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NGOs urge Asian States not to allow Syria to run for Human Rights Council membership

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Thirty NGOs sent the following open letter urging member countries of the Asian group of states to remove Syria from their slate of candidates to the forthcoming Human Council Elections on 20 May. Syria has responded to ongoing peaceful pro-democracy protests with lethal force, including live ammunition, resulting in more than 100 deaths. The authorities have also detained at least 516 protestors; while at least 246 were released after a few days, with the remainder in incommunicado detention.


To: Member States of the Asia Group
Re: Syria’s Candidacy for the UN Human Rights Council

April 5, 2011

Your Excellency,

As nongovernmental organizations working to promote human rights at the United Nations Human Rights Council (HRC), we are deeply concerned that the Asia Group has endorsed a slate of four candidates that includes Syria for the four Asia Group vacancies on the Council this year. Since the Asia Group’s decision was taken in January, security forces in Syria have responded to largely peaceful protests with lethal force, including live ammunition, resulting in more than 100 deaths. The authorities have also detained at least 516 protestors; while at least 246 were released after a few days, the remainder remains in incommunicado detention. Foreign journalists have been denied access to Syria to cover the protests, and Syrian bloggers and journalists operate at great risk, with many detained.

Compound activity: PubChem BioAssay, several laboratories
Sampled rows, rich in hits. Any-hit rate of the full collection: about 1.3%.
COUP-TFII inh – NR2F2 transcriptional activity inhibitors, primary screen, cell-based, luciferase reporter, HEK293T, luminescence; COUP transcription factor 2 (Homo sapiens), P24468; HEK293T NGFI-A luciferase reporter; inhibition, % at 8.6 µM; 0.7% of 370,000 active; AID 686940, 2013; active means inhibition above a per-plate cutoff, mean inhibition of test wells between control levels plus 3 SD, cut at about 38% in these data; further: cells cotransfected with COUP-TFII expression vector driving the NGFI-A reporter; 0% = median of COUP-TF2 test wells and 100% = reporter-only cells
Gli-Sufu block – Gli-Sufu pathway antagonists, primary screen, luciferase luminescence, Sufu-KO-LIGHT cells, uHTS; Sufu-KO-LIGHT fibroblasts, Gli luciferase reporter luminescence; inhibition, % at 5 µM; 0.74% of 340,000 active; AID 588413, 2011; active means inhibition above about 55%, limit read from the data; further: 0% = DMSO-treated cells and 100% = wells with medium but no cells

Given the significant deterioration in the human rights situation in Syria, we urge the Asia Group to reconsider its slate for the May 20 election. In particular, we ask that you call upon Syria to withdraw its bid for a Human Rights Council seat. Should Syria refuse such a request, the Asia Group should rescind its endorsement of the existing slate, and make clear that other Asia Group states are welcome to put forward their candidacies for the HRC. These steps are essential for the Asia Group to have a consistent and credible approach to the HRC elections, given the General Assembly’s consensus decision to suspend Libya from the Human Rights Council on March 1.

The General Assembly resolution that established the HRC five years ago states that members shall “uphold the highest standards” of human rights, and provides that states should compete for membership based on the contribution they would make to promoting and protecting human rights. It also provides that the General Assembly may suspend the membership rights of a state that commits “gross and systematic violations of human rights.”

The current situation in Syria grows out of Syria’s longstanding record of serious human rights violations, abuses that we believe made endorsement of Syria’s candidacy inappropriate even before the recent crackdown. Under emergency rule that has been in place since 1963, Syria’s multiple security agencies arbitrarily arrest and detain individuals, holding them incommunicado for long periods, in effect forcibly disappearing them. The UN Committee against Torture said in May 2010 that it was “deeply concerned about numerous, ongoing and consistent allegations concerning the routine use of torture by law enforcement and investigative officials.” At least five persons died in custody in 2010, with their deaths receiving no serious official investigation. Syrian law provides Syrian security services extensive immunity for acts of torture.